In our opinion: Absent meaningful reform, Stockton bankruptcy a precursor of things to come
Gosia Wozniacka, Associated Press
While national attention was drawn to the Supreme Court's decision to uphold the Affordable Care Act and the House of Representative's decision to hold Attorney General Eric Holder in contempt, Stockton, Calif., became the largest city to formally declare bankruptcy.
Since the beginning of this year, Stockton (a city of close to 300,000) has been shirking its obligation to creditors who are owed more than $700 million. Already besieged by mounting litigation from unpaid creditors, Stockton's bankruptcy filing provides an orderly, court-supervised method to reorganize the city's financial obligations, including a retiree medical program with $417 million in liabilities.
As a part of the emerging Plan of Adjustment, it appears that the city's program for retirement health care will be phased out. That will be a bitter pill to swallow for those retirees who were planning on that assistance in the generous early retirement offered to city employees.
The harshness of today's remedy for Stockton's financial woes should remind us of how it can be cruel to be kind. During the 1990s, Stockton dramatically expanded health care benefits to retirees — a nice thing to do, right? But Stockton never provided a realistic plan to fund those benefits.
And, betting on a rising housing market, Stockton overextended itself in fancy redevelopment schemes. Bilked creditors have now repossessed a lavish new city hall building that was part of that redevelopment.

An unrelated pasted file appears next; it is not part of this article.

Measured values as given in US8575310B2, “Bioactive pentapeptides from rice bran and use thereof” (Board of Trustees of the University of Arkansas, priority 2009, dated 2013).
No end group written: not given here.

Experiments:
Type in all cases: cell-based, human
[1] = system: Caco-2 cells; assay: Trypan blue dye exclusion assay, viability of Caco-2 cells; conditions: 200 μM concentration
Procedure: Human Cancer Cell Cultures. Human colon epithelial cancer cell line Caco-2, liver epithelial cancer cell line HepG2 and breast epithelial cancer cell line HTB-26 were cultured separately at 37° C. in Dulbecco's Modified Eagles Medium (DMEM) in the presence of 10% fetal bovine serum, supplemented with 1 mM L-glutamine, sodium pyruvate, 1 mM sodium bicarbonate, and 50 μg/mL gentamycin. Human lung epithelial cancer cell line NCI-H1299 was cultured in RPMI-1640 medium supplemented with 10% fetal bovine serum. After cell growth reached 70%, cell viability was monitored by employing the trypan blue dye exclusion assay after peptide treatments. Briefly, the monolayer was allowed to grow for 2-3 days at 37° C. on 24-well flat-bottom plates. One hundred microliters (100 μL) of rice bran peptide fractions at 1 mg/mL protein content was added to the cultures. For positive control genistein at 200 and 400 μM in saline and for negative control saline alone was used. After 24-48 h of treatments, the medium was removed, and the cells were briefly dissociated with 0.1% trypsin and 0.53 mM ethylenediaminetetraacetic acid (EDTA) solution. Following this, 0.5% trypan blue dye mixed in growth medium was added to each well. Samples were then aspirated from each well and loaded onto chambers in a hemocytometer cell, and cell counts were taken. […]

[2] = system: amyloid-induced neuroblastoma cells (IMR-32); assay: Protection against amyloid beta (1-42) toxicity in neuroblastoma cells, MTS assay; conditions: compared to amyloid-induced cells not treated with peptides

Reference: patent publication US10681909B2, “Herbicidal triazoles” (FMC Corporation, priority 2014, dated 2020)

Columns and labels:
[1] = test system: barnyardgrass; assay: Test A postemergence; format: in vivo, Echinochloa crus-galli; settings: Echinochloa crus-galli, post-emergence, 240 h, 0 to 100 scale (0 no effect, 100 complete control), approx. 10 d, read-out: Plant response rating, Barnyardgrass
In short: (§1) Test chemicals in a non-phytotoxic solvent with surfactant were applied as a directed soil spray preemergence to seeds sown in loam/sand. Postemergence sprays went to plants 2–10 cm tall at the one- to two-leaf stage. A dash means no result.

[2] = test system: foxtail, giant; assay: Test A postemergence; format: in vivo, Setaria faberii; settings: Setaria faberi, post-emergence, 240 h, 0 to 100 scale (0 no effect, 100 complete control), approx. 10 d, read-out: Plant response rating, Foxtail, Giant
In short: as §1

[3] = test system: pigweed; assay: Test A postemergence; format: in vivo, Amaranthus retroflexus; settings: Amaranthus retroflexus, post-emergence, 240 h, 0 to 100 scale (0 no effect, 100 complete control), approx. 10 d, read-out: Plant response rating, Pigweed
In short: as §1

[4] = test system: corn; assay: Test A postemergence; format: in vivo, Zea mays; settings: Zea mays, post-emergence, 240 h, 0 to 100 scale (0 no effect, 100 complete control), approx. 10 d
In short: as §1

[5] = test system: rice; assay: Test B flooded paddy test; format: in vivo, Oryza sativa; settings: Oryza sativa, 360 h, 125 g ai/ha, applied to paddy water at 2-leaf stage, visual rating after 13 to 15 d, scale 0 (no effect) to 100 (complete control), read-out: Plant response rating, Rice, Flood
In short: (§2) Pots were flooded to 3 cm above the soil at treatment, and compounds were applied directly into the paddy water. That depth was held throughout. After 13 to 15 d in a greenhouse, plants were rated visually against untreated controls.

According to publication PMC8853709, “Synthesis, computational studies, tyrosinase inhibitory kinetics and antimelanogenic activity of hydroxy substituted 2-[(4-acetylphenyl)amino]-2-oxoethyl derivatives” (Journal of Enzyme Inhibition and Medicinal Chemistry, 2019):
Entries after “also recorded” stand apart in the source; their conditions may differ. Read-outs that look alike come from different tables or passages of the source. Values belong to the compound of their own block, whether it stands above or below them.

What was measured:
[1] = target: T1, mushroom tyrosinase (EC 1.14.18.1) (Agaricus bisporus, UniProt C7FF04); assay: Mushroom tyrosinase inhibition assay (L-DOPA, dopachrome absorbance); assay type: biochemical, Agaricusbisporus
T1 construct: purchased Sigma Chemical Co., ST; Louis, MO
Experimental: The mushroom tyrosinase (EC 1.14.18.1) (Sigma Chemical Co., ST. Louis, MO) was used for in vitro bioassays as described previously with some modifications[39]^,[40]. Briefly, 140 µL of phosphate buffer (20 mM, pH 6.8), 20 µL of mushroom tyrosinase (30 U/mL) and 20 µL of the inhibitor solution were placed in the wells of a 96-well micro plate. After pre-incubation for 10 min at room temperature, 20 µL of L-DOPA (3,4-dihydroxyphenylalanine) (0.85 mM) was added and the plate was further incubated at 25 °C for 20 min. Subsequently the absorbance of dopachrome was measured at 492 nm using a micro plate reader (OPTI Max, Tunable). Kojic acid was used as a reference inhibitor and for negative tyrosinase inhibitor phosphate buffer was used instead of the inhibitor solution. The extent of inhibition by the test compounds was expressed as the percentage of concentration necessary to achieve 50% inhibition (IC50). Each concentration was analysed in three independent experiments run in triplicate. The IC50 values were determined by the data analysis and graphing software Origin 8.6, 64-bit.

It would be easy to scoff at Stockton's folly. Prior to its bankruptcy filing it already enjoyed numerous dubious distinctions for its illiteracy, obesity and crime. But frighteningly, Stockton's finances are eerily similar to those of many government entities and municipalities that, by promising to provide lots of good things to their employees and citizens, have made promises that simply can't be kept.
Perhaps the most egregious way that this is done is through phony accounting. According to a 2010 study by Eileen Norcross of the Mercatus Center at George Mason University, "On average, state governments have assumed an annual rate of return of 7.97 percent on (pension) plan assets." When was the last time you enjoyed a guaranteed 7.97 percent return on your assets?
As Matt Mitchell, also of the Mercatus, has written, such unrealistic assumptions essentially amount to a fraud on future pensioners. Says Mitchell, "It means that they don't think it is very likely that we will actually honor our promises to public employees."
Numerous market and structural forces suggest that interest rates will remain at historic lows for some time. Unless there is significant restructuring of pension obligations, we fear that Stockton's bankruptcy may become a precursor of bad things to come, rather than anomaly.
Consequently, we might all learn a very basic lesson about prudent financial planning from Stockton vice-mayor Kathy Miller, who told American Public Media's Tess Vigeland, "It's my belief that if these very generous pensions and health care retiree benefits had been fully costed out at the time they were granted, it would have been immediately apparent that they were not affordable."
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